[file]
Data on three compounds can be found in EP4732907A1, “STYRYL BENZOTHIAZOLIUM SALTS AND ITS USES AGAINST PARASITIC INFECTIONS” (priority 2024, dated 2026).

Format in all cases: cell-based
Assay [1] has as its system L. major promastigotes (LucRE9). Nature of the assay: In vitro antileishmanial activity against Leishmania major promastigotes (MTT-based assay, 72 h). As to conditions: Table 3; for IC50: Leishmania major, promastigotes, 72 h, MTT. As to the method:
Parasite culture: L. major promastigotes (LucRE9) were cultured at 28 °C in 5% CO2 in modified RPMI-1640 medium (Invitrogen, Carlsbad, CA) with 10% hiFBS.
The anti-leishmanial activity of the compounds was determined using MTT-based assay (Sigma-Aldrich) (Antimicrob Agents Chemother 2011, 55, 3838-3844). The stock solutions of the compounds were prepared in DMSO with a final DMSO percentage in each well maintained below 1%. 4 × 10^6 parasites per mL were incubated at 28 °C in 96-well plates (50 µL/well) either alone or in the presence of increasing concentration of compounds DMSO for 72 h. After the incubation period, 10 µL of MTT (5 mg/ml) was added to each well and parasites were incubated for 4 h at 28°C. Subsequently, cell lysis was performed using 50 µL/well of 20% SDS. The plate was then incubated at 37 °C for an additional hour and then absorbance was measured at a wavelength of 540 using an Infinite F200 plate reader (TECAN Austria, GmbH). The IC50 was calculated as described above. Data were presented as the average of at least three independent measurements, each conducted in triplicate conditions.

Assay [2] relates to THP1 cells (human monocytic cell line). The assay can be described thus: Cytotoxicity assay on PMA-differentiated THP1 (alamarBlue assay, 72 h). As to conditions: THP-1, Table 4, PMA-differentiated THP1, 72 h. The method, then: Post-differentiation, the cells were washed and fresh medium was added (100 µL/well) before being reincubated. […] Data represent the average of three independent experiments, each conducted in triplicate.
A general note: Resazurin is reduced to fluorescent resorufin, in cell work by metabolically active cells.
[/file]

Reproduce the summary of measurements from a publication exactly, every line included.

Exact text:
Data on three compounds can be found in EP4732907A1, “STYRYL BENZOTHIAZOLIUM SALTS AND ITS USES AGAINST PARASITIC INFECTIONS” (priority 2024, dated 2026).

Format in all cases: cell-based
Assay [1] has as its system L. major promastigotes (LucRE9). Nature of the assay: In vitro antileishmanial activity against Leishmania major promastigotes (MTT-based assay, 72 h). As to conditions: Table 3; for IC50: Leishmania major, promastigotes, 72 h, MTT. As to the method:
Parasite culture: L. major promastigotes (LucRE9) were cultured at 28 °C in 5% CO2 in modified RPMI-1640 medium (Invitrogen, Carlsbad, CA) with 10% hiFBS.
The anti-leishmanial activity of the compounds was determined using MTT-based assay (Sigma-Aldrich) (Antimicrob Agents Chemother 2011, 55, 3838-3844). The stock solutions of the compounds were prepared in DMSO with a final DMSO percentage in each well maintained below 1%. 4 × 10^6 parasites per mL were incubated at 28 °C in 96-well plates (50 µL/well) either alone or in the presence of increasing concentration of compounds DMSO for 72 h. After the incubation period, 10 µL of MTT (5 mg/ml) was added to each well and parasites were incubated for 4 h at 28°C. Subsequently, cell lysis was performed using 50 µL/well of 20% SDS. The plate was then incubated at 37 °C for an additional hour and then absorbance was measured at a wavelength of 540 using an Infinite F200 plate reader (TECAN Austria, GmbH). The IC50 was calculated as described above. Data were presented as the average of at least three independent measurements, each conducted in triplicate conditions.

Assay [2] relates to THP1 cells (human monocytic cell line). The assay can be described thus: Cytotoxicity assay on PMA-differentiated THP1 (alamarBlue assay, 72 h). As to conditions: THP-1, Table 4, PMA-differentiated THP1, 72 h. The method, then: Post-differentiation, the cells were washed and fresh medium was added (100 µL/well) before being reincubated. […] Data represent the average of three independent experiments, each conducted in triplicate.
A general note: Resazurin is reduced to fluorescent resorufin, in cell work by metabolically active cells.